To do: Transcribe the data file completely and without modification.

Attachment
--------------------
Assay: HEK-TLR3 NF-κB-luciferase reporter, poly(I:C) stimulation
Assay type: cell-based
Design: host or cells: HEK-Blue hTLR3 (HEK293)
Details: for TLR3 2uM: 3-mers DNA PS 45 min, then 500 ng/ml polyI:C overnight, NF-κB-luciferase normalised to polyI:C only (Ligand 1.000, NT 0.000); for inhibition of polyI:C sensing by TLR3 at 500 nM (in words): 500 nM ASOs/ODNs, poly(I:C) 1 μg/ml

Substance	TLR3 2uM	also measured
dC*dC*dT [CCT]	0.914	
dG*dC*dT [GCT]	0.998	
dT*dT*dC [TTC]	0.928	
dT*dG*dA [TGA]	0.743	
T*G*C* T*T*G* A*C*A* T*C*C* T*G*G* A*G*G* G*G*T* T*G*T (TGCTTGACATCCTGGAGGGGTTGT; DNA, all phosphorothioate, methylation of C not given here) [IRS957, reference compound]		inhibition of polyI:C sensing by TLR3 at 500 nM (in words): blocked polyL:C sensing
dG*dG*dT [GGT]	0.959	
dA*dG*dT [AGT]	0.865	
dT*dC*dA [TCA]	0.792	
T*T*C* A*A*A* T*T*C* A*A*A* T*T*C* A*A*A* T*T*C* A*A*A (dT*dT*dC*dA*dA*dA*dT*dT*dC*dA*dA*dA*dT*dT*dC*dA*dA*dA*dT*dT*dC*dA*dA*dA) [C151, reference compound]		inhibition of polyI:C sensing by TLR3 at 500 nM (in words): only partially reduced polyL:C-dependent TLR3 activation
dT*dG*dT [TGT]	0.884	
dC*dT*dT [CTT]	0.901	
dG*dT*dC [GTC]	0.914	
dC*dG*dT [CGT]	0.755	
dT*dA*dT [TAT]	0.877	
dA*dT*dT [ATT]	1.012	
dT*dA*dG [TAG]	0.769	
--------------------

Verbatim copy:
Assay: HEK-TLR3 NF-κB-luciferase reporter, poly(I:C) stimulation
Assay type: cell-based
Design: host or cells: HEK-Blue hTLR3 (HEK293)
Details: for TLR3 2uM: 3-mers DNA PS 45 min, then 500 ng/ml polyI:C overnight, NF-κB-luciferase normalised to polyI:C only (Ligand 1.000, NT 0.000); for inhibition of polyI:C sensing by TLR3 at 500 nM (in words): 500 nM ASOs/ODNs, poly(I:C) 1 μg/ml

Substance	TLR3 2uM	also measured
dC*dC*dT [CCT]	0.914	
dG*dC*dT [GCT]	0.998	
dT*dT*dC [TTC]	0.928	
dT*dG*dA [TGA]	0.743	
T*G*C* T*T*G* A*C*A* T*C*C* T*G*G* A*G*G* G*G*T* T*G*T (TGCTTGACATCCTGGAGGGGTTGT; DNA, all phosphorothioate, methylation of C not given here) [IRS957, reference compound]		inhibition of polyI:C sensing by TLR3 at 500 nM (in words): blocked polyL:C sensing
dG*dG*dT [GGT]	0.959	
dA*dG*dT [AGT]	0.865	
dT*dC*dA [TCA]	0.792	
T*T*C* A*A*A* T*T*C* A*A*A* T*T*C* A*A*A* T*T*C* A*A*A (dT*dT*dC*dA*dA*dA*dT*dT*dC*dA*dA*dA*dT*dT*dC*dA*dA*dA*dT*dT*dC*dA*dA*dA) [C151, reference compound]		inhibition of polyI:C sensing by TLR3 at 500 nM (in words): only partially reduced polyL:C-dependent TLR3 activation
dT*dG*dT [TGT]	0.884	
dC*dT*dT [CTT]	0.901	
dG*dT*dC [GTC]	0.914	
dC*dG*dT [CGT]	0.755	
dT*dA*dT [TAT]	0.877	
dA*dT*dT [ATT]	1.012	
dT*dA*dG [TAG]	0.769	